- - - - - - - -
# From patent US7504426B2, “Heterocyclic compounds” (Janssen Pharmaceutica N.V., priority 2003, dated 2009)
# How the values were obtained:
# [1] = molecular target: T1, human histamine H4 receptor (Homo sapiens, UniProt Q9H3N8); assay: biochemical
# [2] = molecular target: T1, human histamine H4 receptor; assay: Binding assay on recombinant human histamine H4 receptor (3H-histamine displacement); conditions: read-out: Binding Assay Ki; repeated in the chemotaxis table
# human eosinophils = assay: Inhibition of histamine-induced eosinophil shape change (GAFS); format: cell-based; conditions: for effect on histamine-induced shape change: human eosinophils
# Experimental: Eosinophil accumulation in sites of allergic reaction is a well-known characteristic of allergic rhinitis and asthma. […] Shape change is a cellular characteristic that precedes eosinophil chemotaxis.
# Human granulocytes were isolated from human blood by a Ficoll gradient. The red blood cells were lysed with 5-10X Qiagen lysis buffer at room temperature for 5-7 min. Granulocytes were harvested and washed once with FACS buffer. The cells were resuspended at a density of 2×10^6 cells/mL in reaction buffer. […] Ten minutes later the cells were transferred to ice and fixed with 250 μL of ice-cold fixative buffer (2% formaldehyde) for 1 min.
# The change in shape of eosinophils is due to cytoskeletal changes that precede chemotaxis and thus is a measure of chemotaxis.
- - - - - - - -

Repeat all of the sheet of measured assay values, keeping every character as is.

# From patent US7504426B2, “Heterocyclic compounds” (Janssen Pharmaceutica N.V., priority 2003, dated 2009)
# How the values were obtained:
# [1] = molecular target: T1, human histamine H4 receptor (Homo sapiens, UniProt Q9H3N8); assay: biochemical
# [2] = molecular target: T1, human histamine H4 receptor; assay: Binding assay on recombinant human histamine H4 receptor (3H-histamine displacement); conditions: read-out: Binding Assay Ki; repeated in the chemotaxis table
# human eosinophils = assay: Inhibition of histamine-induced eosinophil shape change (GAFS); format: cell-based; conditions: for effect on histamine-induced shape change: human eosinophils
# Experimental: Eosinophil accumulation in sites of allergic reaction is a well-known characteristic of allergic rhinitis and asthma. […] Shape change is a cellular characteristic that precedes eosinophil chemotaxis.
# Human granulocytes were isolated from human blood by a Ficoll gradient. The red blood cells were lysed with 5-10X Qiagen lysis buffer at room temperature for 5-7 min. Granulocytes were harvested and washed once with FACS buffer. The cells were resuspended at a density of 2×10^6 cells/mL in reaction buffer. […] Ten minutes later the cells were transferred to ice and fixed with 250 μL of ice-cold fixative buffer (2% formaldehyde) for 1 min.
# The change in shape of eosinophils is due to cytoskeletal changes that precede chemotaxis and thus is a measure of chemotaxis.